Based on the above conclusions, it is syllogistically impossible for the plaintiff's RICO claim against Dow to be separate and independent from the state law claims against Dow's co-defendants. An independent examination of the RICO claims in relation to the state law claim against Dow's co-defendants confirms this conclusion. For these reasons, we find that Dow's removal of this action pursuant to § 1441(c) was improper.
III. The Motions For Attorney's Fees and Costs.
In addition to its request that we remand this action to state court, the plaintiff also asks that we award it the costs and attorney's fees it incurred in prosecuting its motion to remand pursuant to Rule 11 of the Federal Rules of Civil Procedure and 28 U.S.C.A. § 1447(c) (West 1973).
A. The Rule 11 Sanctions.
Rule 11 allows a district court to impose sanctions upon an attorney for two reasons: (1) the signing of a paper that is frivolous, legally unreasonable, or without factual foundation or (2) the interposing of a paper for an improper purpose, such as harassment, unnecessary delay or needless increase in litigation costs. See Hewitt v. City of Stanton, 798 F.2d 1230 (9th Cir. 1986) and Lieb v. Topstone Industries, Inc., 788 F.2d 151 (3d Cir.1986). Rule 11 does not require a finding of subjective bad *318 faith and, conversely, subjective good faith no longer provides a safe harbor. The test is one of objective reasonableness. "There is no room for a pure heart, empty head defense under Rule 11". Lieb v. Topstone Industries, Inc., 788 F.2d 157, quoting Schwarzer, Sanctions Under the New Federal Rule 11-A Closer Look, 104 F.R.D. 181, 187 (1985). See also, McLaughlin v. Western Casualty and Surety Company, 603 F. Supp. 978 (S.D.Ala.1985), on reconsideration, 105 F.R.D. 624 (1985). Applying this test to the record before us, we cannot say that Dow violated Rule 11 in either of the aspects described in the two prong test set forth above. We must, therefore, deny the plaintiff's Motion to impose Rule 11 sanctions upon Dow.
B. Section 1447(c).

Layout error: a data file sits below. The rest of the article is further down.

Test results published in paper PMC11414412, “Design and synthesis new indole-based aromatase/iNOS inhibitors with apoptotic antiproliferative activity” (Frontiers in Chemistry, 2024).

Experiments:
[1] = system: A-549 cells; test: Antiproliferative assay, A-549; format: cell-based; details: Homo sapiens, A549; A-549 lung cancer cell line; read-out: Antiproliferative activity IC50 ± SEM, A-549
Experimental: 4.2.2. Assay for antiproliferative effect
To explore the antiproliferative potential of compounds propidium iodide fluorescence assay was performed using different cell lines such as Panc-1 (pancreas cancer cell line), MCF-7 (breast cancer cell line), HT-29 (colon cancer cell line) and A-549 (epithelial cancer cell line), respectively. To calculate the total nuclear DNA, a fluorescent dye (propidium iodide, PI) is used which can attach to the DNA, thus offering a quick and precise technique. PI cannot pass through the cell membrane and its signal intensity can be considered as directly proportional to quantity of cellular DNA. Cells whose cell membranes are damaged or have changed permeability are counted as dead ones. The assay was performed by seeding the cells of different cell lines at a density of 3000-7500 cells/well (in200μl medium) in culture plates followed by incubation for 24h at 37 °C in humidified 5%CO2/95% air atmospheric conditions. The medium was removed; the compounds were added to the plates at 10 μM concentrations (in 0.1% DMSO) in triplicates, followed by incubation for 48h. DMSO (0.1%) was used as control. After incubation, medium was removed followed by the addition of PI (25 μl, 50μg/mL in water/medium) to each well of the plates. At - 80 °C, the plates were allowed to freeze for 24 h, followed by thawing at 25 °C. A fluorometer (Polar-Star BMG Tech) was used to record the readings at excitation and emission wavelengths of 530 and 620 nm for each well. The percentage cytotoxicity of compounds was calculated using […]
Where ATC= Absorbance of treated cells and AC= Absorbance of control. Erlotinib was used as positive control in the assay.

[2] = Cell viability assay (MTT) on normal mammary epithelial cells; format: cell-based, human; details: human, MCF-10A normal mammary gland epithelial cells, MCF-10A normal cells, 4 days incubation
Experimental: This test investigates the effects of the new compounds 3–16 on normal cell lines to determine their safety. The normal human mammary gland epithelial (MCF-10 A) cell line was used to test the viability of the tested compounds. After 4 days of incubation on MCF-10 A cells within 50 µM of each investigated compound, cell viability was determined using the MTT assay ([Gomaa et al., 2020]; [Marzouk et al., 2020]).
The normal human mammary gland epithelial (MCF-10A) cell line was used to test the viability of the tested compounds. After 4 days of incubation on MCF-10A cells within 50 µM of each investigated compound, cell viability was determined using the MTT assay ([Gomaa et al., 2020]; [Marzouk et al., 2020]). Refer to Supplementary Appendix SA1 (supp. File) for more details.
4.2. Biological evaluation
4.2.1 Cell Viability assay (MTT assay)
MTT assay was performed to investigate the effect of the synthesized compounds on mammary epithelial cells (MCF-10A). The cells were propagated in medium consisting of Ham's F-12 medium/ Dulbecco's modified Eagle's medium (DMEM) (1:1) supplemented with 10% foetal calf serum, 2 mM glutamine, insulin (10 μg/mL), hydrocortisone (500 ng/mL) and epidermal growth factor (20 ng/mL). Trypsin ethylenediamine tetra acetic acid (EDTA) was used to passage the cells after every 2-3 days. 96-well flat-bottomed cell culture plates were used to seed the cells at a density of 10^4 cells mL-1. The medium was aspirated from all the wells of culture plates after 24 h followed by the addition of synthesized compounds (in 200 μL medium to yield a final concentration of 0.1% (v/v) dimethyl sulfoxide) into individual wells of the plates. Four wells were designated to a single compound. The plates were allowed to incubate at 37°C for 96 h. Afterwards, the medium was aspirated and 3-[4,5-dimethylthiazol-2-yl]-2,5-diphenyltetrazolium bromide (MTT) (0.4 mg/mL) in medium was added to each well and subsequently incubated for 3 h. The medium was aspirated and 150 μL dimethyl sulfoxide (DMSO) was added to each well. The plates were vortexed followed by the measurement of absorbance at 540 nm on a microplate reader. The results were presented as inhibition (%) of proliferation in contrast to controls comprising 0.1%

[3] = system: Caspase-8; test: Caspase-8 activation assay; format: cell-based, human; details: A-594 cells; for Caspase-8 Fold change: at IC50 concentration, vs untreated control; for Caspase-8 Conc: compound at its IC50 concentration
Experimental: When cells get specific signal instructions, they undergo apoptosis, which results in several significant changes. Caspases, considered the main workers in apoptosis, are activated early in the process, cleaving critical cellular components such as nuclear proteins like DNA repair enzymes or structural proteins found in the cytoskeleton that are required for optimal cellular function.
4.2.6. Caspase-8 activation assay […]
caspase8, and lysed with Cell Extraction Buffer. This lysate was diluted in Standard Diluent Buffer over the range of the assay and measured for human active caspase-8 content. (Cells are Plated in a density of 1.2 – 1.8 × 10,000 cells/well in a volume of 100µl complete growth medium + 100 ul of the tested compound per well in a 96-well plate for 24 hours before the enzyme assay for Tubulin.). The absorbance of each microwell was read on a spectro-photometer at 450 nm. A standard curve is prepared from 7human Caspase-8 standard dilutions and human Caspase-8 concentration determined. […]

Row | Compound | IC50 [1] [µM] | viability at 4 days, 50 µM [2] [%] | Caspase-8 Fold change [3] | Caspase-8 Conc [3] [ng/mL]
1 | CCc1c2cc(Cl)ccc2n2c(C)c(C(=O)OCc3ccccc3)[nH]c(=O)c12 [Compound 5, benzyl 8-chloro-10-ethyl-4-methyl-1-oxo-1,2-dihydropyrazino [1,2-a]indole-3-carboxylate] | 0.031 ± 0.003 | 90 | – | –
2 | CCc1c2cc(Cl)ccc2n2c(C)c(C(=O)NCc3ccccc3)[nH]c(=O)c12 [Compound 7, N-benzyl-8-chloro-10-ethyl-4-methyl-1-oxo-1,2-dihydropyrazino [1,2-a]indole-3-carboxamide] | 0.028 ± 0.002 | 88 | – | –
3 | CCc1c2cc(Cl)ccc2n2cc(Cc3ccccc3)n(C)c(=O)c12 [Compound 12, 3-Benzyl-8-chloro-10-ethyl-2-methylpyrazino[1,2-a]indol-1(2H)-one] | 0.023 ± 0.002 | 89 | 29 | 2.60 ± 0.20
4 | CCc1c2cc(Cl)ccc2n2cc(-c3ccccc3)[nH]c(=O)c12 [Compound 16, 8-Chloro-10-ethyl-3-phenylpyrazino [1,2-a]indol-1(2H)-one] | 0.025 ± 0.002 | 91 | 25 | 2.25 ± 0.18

We also do not believe that the plaintiff is entitled to an award of counsel's fees and costs pursuant to 28 U.S.C.A. § 1447(c) (West 1973). Fellow courts, in addressing the propriety of such an award, have required some form of "bad faith" on the part of the removing party's behalf. The record before us discloses no such bad faith on Dow's part. Hence, we deny the plaintiff's Motion for an award of fees and costs pursuant to § 1447(c) as well.
In sum, we find that Dow improvidently removed this action to federal court, and, therefore, it will be remanded to the Court of Common Pleas of Bucks County. We also conclude that the plaintiff is not entitled to an award of counsel's fees and costs pursuant to either Rule 11 or 28 U.S.C.A. § 1447(c) (West 1973).
An appropriate Order follows.NOTES
 The plaintiff in a letter received by Dow the day before it filed its removal petition, i.e., December 29, 1986, clearly stated that it would not waive the late filing of the petition. (See Plaintiff's Motion to Remand, Paper # 2, Exhibit A, and Dow's Surrebuttal Memorandum, Paper # 7, Exhibit D).
 We note that the plaintiff and Dow are citizens of different states. Thus, if the state law claims alleged against Dow were separate and independent from the state law claims alleged against its co-defendants, Dow could remove the state law claims against it pursuant to § 1441(c) based on the diversity of citizenship between Dow and the plaintiff.